If you’ve already seen the trailer for Orange County, do everything you can to forget what you’ve witnessed. In a world where even the most dreadful of movies can be made to seem appealing by a three minute clip, Orange County is an anomaly: it’s actually much better than its preview would lead you to believe. A boisterous coming-of-age tale about a boy’s attempt to get into the college of his dreams, the movie proves that well-written comedy transcends demographics; with an intelligent script by Chuck and Buck writer Mike White and thoughtful direction by Jake Kasdan (son of Lawrence), this “teen” flick puts most of the recent lame-ass, youth-oriented comedies (and quite a few adult ones) to shame by combining the expected lowbrow humor with well-rounded characters and real emotional heft.
Colin Hanks (son of Tom and every bit as cute and charming) plays Shaun, high school senior and would-be novelist. Convinced that in order to succeed as a writer he must get as far away as possible from his deranged family, burnout friends and stifling hometown, he applies to Stanford University to follow in the footsteps of his favorite author. Upon learning his scatterbrained school counselor accidentally sent the wrong transcripts with his application and that he hasn’t been accepted into the university, Shaun decides to take matters into his own hands. Along with his wasteoid brother, Lance (Jack Black) and girlfriend Ashley (Schuyler Fisk, daughter of Sissy Spacek and just as lovely), he heads to the school to plead his case.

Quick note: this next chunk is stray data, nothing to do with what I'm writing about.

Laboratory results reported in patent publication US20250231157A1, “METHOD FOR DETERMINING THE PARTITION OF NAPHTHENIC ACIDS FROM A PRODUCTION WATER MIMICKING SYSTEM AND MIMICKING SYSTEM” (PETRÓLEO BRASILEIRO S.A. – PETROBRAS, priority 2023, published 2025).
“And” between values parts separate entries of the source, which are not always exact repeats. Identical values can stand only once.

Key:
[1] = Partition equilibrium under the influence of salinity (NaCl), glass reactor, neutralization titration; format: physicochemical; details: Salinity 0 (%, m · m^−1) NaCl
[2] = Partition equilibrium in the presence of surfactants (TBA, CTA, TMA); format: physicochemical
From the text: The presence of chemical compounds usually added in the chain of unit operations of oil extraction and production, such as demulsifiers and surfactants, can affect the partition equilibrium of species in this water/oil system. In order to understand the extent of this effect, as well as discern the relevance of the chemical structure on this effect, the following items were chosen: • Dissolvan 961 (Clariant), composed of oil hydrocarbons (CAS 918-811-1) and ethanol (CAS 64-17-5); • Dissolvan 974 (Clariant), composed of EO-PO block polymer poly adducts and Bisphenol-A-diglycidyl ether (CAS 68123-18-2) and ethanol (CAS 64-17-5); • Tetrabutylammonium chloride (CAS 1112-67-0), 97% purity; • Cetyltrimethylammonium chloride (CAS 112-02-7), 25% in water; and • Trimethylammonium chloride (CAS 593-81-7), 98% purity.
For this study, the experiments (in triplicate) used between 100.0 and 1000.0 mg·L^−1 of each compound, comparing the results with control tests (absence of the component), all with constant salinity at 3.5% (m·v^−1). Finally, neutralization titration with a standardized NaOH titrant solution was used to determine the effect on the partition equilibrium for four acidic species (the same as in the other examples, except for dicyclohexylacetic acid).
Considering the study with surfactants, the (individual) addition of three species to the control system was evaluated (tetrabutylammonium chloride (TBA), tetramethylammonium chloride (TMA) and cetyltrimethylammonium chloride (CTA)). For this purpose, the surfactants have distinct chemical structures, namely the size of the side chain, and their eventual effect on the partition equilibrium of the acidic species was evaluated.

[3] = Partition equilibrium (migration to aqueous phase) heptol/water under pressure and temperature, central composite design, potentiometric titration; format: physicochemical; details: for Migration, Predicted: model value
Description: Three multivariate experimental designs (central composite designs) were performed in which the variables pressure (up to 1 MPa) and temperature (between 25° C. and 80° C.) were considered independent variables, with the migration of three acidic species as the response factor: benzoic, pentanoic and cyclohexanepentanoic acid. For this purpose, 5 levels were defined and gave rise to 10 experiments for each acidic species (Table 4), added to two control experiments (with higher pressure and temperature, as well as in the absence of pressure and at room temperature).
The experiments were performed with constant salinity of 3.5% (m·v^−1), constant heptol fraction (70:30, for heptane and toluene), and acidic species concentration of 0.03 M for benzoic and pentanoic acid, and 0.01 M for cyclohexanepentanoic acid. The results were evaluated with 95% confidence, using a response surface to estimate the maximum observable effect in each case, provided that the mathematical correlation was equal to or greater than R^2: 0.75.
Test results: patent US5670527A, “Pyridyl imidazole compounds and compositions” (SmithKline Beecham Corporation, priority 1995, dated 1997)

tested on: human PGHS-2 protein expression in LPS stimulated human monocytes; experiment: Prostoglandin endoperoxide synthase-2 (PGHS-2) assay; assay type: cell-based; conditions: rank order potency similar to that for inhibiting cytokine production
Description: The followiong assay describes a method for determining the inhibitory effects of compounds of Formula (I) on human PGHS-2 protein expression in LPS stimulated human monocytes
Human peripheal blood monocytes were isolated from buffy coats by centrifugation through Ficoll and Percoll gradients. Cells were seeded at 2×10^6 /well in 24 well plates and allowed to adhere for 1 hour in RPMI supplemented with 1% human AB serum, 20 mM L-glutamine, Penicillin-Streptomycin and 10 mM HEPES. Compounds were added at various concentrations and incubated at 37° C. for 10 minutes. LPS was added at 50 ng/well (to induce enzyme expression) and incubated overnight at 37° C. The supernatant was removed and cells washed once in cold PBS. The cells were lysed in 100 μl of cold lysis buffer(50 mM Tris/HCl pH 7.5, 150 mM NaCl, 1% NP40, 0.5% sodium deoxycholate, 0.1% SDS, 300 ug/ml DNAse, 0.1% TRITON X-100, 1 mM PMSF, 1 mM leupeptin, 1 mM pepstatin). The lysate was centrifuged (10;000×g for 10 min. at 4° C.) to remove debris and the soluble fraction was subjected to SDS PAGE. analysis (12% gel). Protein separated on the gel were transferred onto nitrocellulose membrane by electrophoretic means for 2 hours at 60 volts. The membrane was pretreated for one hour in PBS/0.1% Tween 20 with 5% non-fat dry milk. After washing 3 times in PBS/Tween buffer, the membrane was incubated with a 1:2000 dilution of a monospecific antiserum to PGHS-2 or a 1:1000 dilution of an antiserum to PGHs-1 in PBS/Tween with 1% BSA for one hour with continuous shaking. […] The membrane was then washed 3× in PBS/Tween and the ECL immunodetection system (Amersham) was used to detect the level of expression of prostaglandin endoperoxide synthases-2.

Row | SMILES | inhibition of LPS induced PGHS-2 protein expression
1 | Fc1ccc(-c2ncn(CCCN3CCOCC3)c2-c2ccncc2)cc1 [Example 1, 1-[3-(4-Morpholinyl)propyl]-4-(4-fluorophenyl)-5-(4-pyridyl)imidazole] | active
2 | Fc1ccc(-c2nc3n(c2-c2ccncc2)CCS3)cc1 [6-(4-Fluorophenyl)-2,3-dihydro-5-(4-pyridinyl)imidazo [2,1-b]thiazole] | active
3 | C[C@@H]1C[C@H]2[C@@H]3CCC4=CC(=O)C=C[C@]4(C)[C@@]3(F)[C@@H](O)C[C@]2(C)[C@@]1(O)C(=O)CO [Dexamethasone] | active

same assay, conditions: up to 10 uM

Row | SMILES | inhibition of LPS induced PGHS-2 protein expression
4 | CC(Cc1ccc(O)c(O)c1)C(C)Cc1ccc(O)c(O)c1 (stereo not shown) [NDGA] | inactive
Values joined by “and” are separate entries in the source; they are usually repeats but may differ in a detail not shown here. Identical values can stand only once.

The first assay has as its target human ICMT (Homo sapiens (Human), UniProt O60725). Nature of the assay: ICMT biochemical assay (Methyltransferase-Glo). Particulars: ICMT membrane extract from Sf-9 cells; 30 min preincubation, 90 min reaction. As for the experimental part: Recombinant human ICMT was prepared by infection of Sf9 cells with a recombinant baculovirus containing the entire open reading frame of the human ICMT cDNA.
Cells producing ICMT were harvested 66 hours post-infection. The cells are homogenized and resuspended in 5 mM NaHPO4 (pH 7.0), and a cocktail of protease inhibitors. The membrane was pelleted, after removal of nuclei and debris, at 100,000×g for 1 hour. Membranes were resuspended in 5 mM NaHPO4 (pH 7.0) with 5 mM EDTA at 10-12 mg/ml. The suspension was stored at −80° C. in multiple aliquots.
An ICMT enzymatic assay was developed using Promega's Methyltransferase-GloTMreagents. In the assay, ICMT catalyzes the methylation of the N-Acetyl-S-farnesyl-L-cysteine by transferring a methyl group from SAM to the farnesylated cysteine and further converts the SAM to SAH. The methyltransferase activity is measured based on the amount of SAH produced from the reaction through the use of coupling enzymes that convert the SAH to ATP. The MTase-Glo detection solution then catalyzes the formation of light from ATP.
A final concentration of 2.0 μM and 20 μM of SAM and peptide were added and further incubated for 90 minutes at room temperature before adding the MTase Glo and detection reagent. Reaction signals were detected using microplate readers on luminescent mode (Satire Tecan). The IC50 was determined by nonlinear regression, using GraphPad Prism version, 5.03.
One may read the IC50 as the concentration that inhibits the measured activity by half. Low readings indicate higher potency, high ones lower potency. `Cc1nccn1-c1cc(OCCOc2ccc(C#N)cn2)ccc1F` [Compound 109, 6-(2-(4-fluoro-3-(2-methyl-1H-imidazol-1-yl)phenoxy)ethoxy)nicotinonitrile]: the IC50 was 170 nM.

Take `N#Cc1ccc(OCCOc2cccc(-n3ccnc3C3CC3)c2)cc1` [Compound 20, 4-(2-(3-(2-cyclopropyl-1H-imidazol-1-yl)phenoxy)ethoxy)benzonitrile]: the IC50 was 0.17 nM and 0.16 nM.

An all-star lineup of comedic heavy-hitters is on hand along the way, including Chevy Chase, Lily Tomlin, John Lithgow, Garry Marshall, Ben Stiller and Kevin Kline. As Shaun’s drunken, self-pitying mother, Catherine O’Hara (most recently of Waiting for Guffman and Best in Show) steals every scene she’s in. But it’s Jack Black, often in his pee-stained skivvies and little else, who shines at the center of this comic solar system. After playing it straight in Shallow Hal, he’s back to his old pot-bellied self, a hyperactive whirling dervish who throws himself into his role with gusto. In a pitch perfect performance, Black proves himself a John Belushi for the new millennium. And in a trick worthy of David Copperfield, Black somehow manages to be completely repulsive and strangely adorable at the same time. It’s truly a remarkable feat, solidifying Black’s place as rightful heir to Belushi’s maniacal throne.